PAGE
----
Naturally, my eyes bugged out a little bit and I said “What?? Who said that to you??” After some questioning, I determined that when they were learning about segregation, Rosa Parks and Martin Luther King Jr. during Black History month, this is how the teacher (another K teacher, not hers) explained it. African Americans and “whites.” I guess only the “Americans” part sunk in, since she had heard that before! This was really tough for me, since at the age of 5 or 6, it’s so hard for kids to understand and “whites” is not a term I would use, or would expect her to hear. It seems she gathered that these two groups of people couldn’t play together, and one had to sit on the back of the bus, but she didn’t understand that it related to skin color, since we have never referred to race specifically.
I explained that the separation was based on skin color (boy did she look puzzled!) and the teacher meant African American. I probably confused her even more because I talked in circles a little bit about how often African Americans will have darker skin, but they can have lighter skin, or anywhere in between. Sometimes a Mommy has light skin and the Daddy has dark skin, and the kids can took like either, or a combination of both. Not only that, but not all people with darker skin are African American. I concluded by telling her that it simply doesn’t matter what is on the outside, what’s on the inside counts. “Judge a man not by the color of his skin but the content of his character.” – Martin Luther King Jr. We talked about Martin Luther King Jr. and his dream. I was a little worried that this newfound focus on skin color and race would have her looking at her classmates and wondering (or *gulp* asking them) what race they were, but it hasn’t come up again since this conversation.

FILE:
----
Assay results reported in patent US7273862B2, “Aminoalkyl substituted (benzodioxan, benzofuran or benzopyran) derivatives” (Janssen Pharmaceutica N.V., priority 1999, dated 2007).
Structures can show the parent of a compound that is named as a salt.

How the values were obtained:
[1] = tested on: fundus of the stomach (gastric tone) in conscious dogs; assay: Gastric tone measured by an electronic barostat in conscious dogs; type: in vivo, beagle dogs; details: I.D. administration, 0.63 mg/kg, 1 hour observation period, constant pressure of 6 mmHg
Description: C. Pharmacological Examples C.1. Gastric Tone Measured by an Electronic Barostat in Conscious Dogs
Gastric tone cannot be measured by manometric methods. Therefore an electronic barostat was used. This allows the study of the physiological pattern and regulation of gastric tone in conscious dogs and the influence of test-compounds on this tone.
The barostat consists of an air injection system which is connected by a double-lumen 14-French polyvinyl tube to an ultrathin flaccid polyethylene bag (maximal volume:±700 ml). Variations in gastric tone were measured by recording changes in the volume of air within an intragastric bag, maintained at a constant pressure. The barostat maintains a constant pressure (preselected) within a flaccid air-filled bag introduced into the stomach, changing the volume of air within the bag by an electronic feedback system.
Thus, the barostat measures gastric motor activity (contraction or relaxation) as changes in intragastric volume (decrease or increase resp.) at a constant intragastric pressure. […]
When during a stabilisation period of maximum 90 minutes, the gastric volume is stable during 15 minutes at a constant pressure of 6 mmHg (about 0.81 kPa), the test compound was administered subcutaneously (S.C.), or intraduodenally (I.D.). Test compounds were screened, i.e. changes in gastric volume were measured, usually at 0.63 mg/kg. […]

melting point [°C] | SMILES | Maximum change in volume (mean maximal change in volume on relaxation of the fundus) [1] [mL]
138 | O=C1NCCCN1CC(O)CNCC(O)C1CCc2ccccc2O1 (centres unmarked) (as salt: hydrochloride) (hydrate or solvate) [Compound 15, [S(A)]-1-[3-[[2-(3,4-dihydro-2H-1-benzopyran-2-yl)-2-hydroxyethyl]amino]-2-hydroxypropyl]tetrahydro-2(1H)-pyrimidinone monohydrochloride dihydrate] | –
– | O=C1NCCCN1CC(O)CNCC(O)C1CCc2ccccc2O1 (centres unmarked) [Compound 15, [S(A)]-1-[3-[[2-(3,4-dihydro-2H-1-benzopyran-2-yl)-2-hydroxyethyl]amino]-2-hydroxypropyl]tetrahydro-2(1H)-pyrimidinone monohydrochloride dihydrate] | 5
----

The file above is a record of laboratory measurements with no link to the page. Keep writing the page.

I wanted to talk more with her about how we can’t judge people based on their appearance. Many of my own ancestors have only been in this country for about the past century. When they came from Italy and Portugal to New Jersey (I know, how stereotypical, ha ha!) they didn’t speak a lot of English, and still had a lot of their own culture. My Mom and Aunt will talk about memories of their Italian Grandmother, who spoke in a mix of broken English and Italian. They always use her funny way of talking when they tell stories; “You-ah eat-ah. Mange! Mange!”
There is a fairly large Hispanic community not far from us, and it’s not at all uncommon to hear accents or Spanish when you’re out and about. When a cashier spoke with an accent, my daughter whispered to me asking if she spoke Spanish. I told her that she probably did, and that lots of people speak English as their second language, and prefer to speak another at home. There are people who look just like us, who haven’t been in this country long and/or have different customs, traditions, celebrate different holidays etc. There might be someone who looks totally different than her whose family came to the U.S. 100 years ago, and aren’t much different than us.
I worry about the world ruining my daughter’s fantastic perspective on diversity. On one hand, I want to protect her, but at the same time, we have to learn from our history. At some point, she is going to learn about slavery and the holocaust, and I am going to have to try to explain it to her. I have no idea how I’m going to do that, when it’s so difficult for adults to wrap their minds around. I know I have time to decide when she’s ready and introduce her to it, but I’m also at the mercy of the school system. They have certain curriculum they have to teach, and I don’t necessarily think it’s always age appropriate! I need to find out what will be taught when, so I can get a leg up.
So to all my fellow American (or Canadian!) parents, regardless of your skin color, race or ethnicity, how the heck do you handle teaching your kids about race?